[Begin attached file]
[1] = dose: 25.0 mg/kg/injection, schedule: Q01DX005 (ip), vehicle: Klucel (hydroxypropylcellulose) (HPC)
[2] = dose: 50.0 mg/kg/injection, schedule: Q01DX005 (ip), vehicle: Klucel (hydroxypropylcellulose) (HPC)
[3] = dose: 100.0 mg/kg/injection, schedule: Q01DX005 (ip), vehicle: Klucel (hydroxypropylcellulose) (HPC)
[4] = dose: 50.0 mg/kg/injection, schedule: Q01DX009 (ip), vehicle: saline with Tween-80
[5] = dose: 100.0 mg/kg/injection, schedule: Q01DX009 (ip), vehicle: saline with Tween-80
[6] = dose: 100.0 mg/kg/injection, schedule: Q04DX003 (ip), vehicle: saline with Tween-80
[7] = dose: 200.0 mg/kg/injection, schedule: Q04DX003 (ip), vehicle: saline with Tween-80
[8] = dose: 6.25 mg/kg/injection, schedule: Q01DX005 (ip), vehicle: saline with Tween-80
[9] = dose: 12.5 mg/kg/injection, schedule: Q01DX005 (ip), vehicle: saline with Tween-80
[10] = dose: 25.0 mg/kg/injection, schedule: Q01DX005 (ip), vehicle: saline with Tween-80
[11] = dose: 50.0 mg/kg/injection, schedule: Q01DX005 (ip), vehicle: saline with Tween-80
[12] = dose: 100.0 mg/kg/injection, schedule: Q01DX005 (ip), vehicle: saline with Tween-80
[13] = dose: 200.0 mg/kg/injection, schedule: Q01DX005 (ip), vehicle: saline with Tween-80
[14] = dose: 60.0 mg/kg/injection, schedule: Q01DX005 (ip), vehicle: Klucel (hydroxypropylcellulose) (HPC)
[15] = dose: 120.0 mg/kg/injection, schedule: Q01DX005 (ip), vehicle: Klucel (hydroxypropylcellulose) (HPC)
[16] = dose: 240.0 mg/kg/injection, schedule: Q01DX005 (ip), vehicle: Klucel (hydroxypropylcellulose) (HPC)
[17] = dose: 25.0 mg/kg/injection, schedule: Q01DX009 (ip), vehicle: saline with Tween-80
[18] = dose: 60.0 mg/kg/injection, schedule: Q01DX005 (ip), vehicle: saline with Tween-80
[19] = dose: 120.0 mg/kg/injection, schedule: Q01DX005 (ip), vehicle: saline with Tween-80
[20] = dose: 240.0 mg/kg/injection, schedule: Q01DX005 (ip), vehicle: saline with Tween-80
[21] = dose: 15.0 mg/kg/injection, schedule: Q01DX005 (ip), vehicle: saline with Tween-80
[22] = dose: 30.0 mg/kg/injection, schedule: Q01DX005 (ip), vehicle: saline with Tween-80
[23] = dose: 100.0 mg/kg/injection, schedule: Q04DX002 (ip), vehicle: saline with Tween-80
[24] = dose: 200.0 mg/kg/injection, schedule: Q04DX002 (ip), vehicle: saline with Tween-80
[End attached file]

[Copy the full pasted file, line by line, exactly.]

[1] = dose: 25.0 mg/kg/injection, schedule: Q01DX005 (ip), vehicle: Klucel (hydroxypropylcellulose) (HPC)
[2] = dose: 50.0 mg/kg/injection, schedule: Q01DX005 (ip), vehicle: Klucel (hydroxypropylcellulose) (HPC)
[3] = dose: 100.0 mg/kg/injection, schedule: Q01DX005 (ip), vehicle: Klucel (hydroxypropylcellulose) (HPC)
[4] = dose: 50.0 mg/kg/injection, schedule: Q01DX009 (ip), vehicle: saline with Tween-80
[5] = dose: 100.0 mg/kg/injection, schedule: Q01DX009 (ip), vehicle: saline with Tween-80
[6] = dose: 100.0 mg/kg/injection, schedule: Q04DX003 (ip), vehicle: saline with Tween-80
[7] = dose: 200.0 mg/kg/injection, schedule: Q04DX003 (ip), vehicle: saline with Tween-80
[8] = dose: 6.25 mg/kg/injection, schedule: Q01DX005 (ip), vehicle: saline with Tween-80
[9] = dose: 12.5 mg/kg/injection, schedule: Q01DX005 (ip), vehicle: saline with Tween-80
[10] = dose: 25.0 mg/kg/injection, schedule: Q01DX005 (ip), vehicle: saline with Tween-80
[11] = dose: 50.0 mg/kg/injection, schedule: Q01DX005 (ip), vehicle: saline with Tween-80
[12] = dose: 100.0 mg/kg/injection, schedule: Q01DX005 (ip), vehicle: saline with Tween-80
[13] = dose: 200.0 mg/kg/injection, schedule: Q01DX005 (ip), vehicle: saline with Tween-80
[14] = dose: 60.0 mg/kg/injection, schedule: Q01DX005 (ip), vehicle: Klucel (hydroxypropylcellulose) (HPC)
[15] = dose: 120.0 mg/kg/injection, schedule: Q01DX005 (ip), vehicle: Klucel (hydroxypropylcellulose) (HPC)
[16] = dose: 240.0 mg/kg/injection, schedule: Q01DX005 (ip), vehicle: Klucel (hydroxypropylcellulose) (HPC)
[17] = dose: 25.0 mg/kg/injection, schedule: Q01DX009 (ip), vehicle: saline with Tween-80
[18] = dose: 60.0 mg/kg/injection, schedule: Q01DX005 (ip), vehicle: saline with Tween-80
[19] = dose: 120.0 mg/kg/injection, schedule: Q01DX005 (ip), vehicle: saline with Tween-80
[20] = dose: 240.0 mg/kg/injection, schedule: Q01DX005 (ip), vehicle: saline with Tween-80
[21] = dose: 15.0 mg/kg/injection, schedule: Q01DX005 (ip), vehicle: saline with Tween-80
[22] = dose: 30.0 mg/kg/injection, schedule: Q01DX005 (ip), vehicle: saline with Tween-80
[23] = dose: 100.0 mg/kg/injection, schedule: Q04DX002 (ip), vehicle: saline with Tween-80
[24] = dose: 200.0 mg/kg/injection, schedule: Q04DX002 (ip), vehicle: saline with Tween-80